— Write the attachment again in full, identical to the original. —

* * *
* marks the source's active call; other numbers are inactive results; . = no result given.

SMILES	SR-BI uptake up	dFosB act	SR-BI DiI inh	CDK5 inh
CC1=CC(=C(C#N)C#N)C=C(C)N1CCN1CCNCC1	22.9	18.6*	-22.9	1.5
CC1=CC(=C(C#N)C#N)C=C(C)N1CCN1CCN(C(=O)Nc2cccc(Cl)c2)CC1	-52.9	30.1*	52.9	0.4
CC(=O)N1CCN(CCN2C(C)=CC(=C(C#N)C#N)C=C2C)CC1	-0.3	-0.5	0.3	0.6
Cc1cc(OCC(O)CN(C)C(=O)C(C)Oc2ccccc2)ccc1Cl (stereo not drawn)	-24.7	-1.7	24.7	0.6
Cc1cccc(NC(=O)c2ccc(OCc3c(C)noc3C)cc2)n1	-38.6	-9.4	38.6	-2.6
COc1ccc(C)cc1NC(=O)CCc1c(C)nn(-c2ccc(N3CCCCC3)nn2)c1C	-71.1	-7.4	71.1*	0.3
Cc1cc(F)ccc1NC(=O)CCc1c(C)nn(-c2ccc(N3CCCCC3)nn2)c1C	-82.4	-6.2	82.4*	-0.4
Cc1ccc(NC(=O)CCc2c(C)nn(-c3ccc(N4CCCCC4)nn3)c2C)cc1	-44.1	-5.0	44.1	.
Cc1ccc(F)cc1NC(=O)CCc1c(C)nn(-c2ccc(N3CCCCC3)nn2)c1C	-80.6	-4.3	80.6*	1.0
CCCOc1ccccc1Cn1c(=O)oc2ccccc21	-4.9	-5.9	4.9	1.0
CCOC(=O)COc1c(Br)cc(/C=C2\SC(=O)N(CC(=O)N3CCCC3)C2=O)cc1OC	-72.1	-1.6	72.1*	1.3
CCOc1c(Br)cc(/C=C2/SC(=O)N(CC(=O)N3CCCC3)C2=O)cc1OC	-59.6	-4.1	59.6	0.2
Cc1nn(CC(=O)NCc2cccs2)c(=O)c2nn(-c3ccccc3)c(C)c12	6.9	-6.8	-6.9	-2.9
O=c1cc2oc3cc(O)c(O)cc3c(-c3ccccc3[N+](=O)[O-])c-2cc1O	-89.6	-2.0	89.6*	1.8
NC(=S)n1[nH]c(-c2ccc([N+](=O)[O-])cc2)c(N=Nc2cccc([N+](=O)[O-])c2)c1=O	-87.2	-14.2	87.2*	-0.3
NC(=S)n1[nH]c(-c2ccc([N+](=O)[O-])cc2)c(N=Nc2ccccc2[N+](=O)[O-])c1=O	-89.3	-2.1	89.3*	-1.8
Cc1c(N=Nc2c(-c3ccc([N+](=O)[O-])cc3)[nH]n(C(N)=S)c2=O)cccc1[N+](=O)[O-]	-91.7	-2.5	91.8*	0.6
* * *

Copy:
* marks the source's active call; other numbers are inactive results; . = no result given.

SMILES	SR-BI uptake up	dFosB act	SR-BI DiI inh	CDK5 inh
CC1=CC(=C(C#N)C#N)C=C(C)N1CCN1CCNCC1	22.9	18.6*	-22.9	1.5
CC1=CC(=C(C#N)C#N)C=C(C)N1CCN1CCN(C(=O)Nc2cccc(Cl)c2)CC1	-52.9	30.1*	52.9	0.4
CC(=O)N1CCN(CCN2C(C)=CC(=C(C#N)C#N)C=C2C)CC1	-0.3	-0.5	0.3	0.6
Cc1cc(OCC(O)CN(C)C(=O)C(C)Oc2ccccc2)ccc1Cl (stereo not drawn)	-24.7	-1.7	24.7	0.6
Cc1cccc(NC(=O)c2ccc(OCc3c(C)noc3C)cc2)n1	-38.6	-9.4	38.6	-2.6
COc1ccc(C)cc1NC(=O)CCc1c(C)nn(-c2ccc(N3CCCCC3)nn2)c1C	-71.1	-7.4	71.1*	0.3
Cc1cc(F)ccc1NC(=O)CCc1c(C)nn(-c2ccc(N3CCCCC3)nn2)c1C	-82.4	-6.2	82.4*	-0.4
Cc1ccc(NC(=O)CCc2c(C)nn(-c3ccc(N4CCCCC4)nn3)c2C)cc1	-44.1	-5.0	44.1	.
Cc1ccc(F)cc1NC(=O)CCc1c(C)nn(-c2ccc(N3CCCCC3)nn2)c1C	-80.6	-4.3	80.6*	1.0
CCCOc1ccccc1Cn1c(=O)oc2ccccc21	-4.9	-5.9	4.9	1.0
CCOC(=O)COc1c(Br)cc(/C=C2\SC(=O)N(CC(=O)N3CCCC3)C2=O)cc1OC	-72.1	-1.6	72.1*	1.3
CCOc1c(Br)cc(/C=C2/SC(=O)N(CC(=O)N3CCCC3)C2=O)cc1OC	-59.6	-4.1	59.6	0.2
Cc1nn(CC(=O)NCc2cccs2)c(=O)c2nn(-c3ccccc3)c(C)c12	6.9	-6.8	-6.9	-2.9
O=c1cc2oc3cc(O)c(O)cc3c(-c3ccccc3[N+](=O)[O-])c-2cc1O	-89.6	-2.0	89.6*	1.8
NC(=S)n1[nH]c(-c2ccc([N+](=O)[O-])cc2)c(N=Nc2cccc([N+](=O)[O-])c2)c1=O	-87.2	-14.2	87.2*	-0.3
NC(=S)n1[nH]c(-c2ccc([N+](=O)[O-])cc2)c(N=Nc2ccccc2[N+](=O)[O-])c1=O	-89.3	-2.1	89.3*	-1.8
Cc1c(N=Nc2c(-c3ccc([N+](=O)[O-])cc3)[nH]n(C(N)=S)c2=O)cccc1[N+](=O)[O-]	-91.7	-2.5	91.8*	0.6